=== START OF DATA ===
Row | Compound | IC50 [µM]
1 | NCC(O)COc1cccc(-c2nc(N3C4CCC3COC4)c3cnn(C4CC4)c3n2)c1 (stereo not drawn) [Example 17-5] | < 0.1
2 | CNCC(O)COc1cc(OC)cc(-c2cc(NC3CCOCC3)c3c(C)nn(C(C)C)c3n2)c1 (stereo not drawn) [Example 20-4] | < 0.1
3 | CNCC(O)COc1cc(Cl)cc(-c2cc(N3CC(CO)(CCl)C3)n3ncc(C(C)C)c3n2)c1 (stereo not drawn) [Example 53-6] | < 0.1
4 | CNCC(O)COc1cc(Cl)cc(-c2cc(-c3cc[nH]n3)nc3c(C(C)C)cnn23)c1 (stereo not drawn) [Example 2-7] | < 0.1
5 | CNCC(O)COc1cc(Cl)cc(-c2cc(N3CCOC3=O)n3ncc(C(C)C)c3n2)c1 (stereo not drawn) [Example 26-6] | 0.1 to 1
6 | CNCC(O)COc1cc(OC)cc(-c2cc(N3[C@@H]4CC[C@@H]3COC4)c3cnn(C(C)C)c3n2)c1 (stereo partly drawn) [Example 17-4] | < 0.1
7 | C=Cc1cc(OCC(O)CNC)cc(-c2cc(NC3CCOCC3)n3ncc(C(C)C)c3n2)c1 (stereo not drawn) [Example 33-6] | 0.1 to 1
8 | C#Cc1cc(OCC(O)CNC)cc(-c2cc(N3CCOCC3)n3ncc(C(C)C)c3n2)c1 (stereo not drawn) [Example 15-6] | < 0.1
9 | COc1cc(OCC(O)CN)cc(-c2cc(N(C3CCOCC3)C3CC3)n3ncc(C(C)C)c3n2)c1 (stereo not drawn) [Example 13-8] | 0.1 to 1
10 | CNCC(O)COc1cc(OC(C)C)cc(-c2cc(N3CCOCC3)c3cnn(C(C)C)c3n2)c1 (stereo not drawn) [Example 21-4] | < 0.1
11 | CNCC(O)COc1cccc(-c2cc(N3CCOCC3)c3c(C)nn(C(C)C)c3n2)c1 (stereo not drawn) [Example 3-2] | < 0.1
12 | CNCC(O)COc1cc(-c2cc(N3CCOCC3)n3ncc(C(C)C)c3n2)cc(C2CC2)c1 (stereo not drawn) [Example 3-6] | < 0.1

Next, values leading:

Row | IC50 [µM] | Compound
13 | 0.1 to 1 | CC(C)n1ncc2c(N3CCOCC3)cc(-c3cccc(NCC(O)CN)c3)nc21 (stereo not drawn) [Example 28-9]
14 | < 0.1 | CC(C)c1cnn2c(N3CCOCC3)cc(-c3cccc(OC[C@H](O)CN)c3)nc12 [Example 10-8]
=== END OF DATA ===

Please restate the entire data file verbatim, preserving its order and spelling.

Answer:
Row | Compound | IC50 [µM]
1 | NCC(O)COc1cccc(-c2nc(N3C4CCC3COC4)c3cnn(C4CC4)c3n2)c1 (stereo not drawn) [Example 17-5] | < 0.1
2 | CNCC(O)COc1cc(OC)cc(-c2cc(NC3CCOCC3)c3c(C)nn(C(C)C)c3n2)c1 (stereo not drawn) [Example 20-4] | < 0.1
3 | CNCC(O)COc1cc(Cl)cc(-c2cc(N3CC(CO)(CCl)C3)n3ncc(C(C)C)c3n2)c1 (stereo not drawn) [Example 53-6] | < 0.1
4 | CNCC(O)COc1cc(Cl)cc(-c2cc(-c3cc[nH]n3)nc3c(C(C)C)cnn23)c1 (stereo not drawn) [Example 2-7] | < 0.1
5 | CNCC(O)COc1cc(Cl)cc(-c2cc(N3CCOC3=O)n3ncc(C(C)C)c3n2)c1 (stereo not drawn) [Example 26-6] | 0.1 to 1
6 | CNCC(O)COc1cc(OC)cc(-c2cc(N3[C@@H]4CC[C@@H]3COC4)c3cnn(C(C)C)c3n2)c1 (stereo partly drawn) [Example 17-4] | < 0.1
7 | C=Cc1cc(OCC(O)CNC)cc(-c2cc(NC3CCOCC3)n3ncc(C(C)C)c3n2)c1 (stereo not drawn) [Example 33-6] | 0.1 to 1
8 | C#Cc1cc(OCC(O)CNC)cc(-c2cc(N3CCOCC3)n3ncc(C(C)C)c3n2)c1 (stereo not drawn) [Example 15-6] | < 0.1
9 | COc1cc(OCC(O)CN)cc(-c2cc(N(C3CCOCC3)C3CC3)n3ncc(C(C)C)c3n2)c1 (stereo not drawn) [Example 13-8] | 0.1 to 1
10 | CNCC(O)COc1cc(OC(C)C)cc(-c2cc(N3CCOCC3)c3cnn(C(C)C)c3n2)c1 (stereo not drawn) [Example 21-4] | < 0.1
11 | CNCC(O)COc1cccc(-c2cc(N3CCOCC3)c3c(C)nn(C(C)C)c3n2)c1 (stereo not drawn) [Example 3-2] | < 0.1
12 | CNCC(O)COc1cc(-c2cc(N3CCOCC3)n3ncc(C(C)C)c3n2)cc(C2CC2)c1 (stereo not drawn) [Example 3-6] | < 0.1

Next, values leading:

Row | IC50 [µM] | Compound
13 | 0.1 to 1 | CC(C)n1ncc2c(N3CCOCC3)cc(-c3cccc(NCC(O)CN)c3)nc21 (stereo not drawn) [Example 28-9]
14 | < 0.1 | CC(C)c1cnn2c(N3CCOCC3)cc(-c3cccc(OC[C@H](O)CN)c3)nc12 [Example 10-8]